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My family’s foundation, the Jacobs Family Foundation, started out like most family foundations, giving grants in a variety of areas that interested us. Politically and philosophically, our family couldn’t have been more diverse. Finding an issue or approach we could all support was challenging. The first focus that we found that appealed to the entire board was micro-finance. Initially, this approach unified our divergent views of the world and satisfied both the liberals and conservatives on our board in helping poor people with a “hand up, not a hand out” approach to economic independence.
Over time, we identified two factors we felt needed to change for our philanthropy to be effective. First, we felt that the only way to truly help families and individuals in need was to change the systems that work against them on a daily basis. For instance, if you want to provide jobs for people, you also have to take into account the vital importance of access to transportation, housing, healthcare, childcare and so much more.
This concept of interconnected systems was brought home to us when the Food 4 Less grocery chain began training community residents for a soon-to-open supermarket. One day, a trainee of the program, who had also been involved in our foundation’s programs, called in to say he wouldn’t be able to make it to work. He said that he owned only one pair of black pants (part of the Food 4 Less uniform), that they were dirty and that he had to take them to the Laundromat to wash them. We realized then that there was so much more involved in changing people’s lives than merely providing them with a decent paying job.Resident investors in Market Creek Plaza celebrated the third consecutive year of receiving a full return on their investment. Approximately half of the 415 investors chose to reinvest their dividends in future community development work.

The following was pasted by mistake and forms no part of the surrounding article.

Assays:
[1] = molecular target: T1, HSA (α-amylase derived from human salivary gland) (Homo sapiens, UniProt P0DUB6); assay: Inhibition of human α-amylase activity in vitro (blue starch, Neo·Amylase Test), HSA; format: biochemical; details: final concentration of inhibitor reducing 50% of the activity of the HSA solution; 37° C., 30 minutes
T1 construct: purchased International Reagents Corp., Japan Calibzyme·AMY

The second factor was that in order for us to work more comprehensively, we had to narrow our geographic focus to a specific area in our city. We wanted to try working on everything at once: economic development, community development and all of the social issues that affect low-income neighborhoods. We also liked the idea that we could be closely and personally involved in the work, and so in 1997 we moved our foundation to the Diamond Neighborhoods in Southeastern San Diego, a long-time disinvested urban area of the city.
Read the full article about place-based philanthropy by Valerie Jacobs Hapke at the National Center for Family Philanthropy.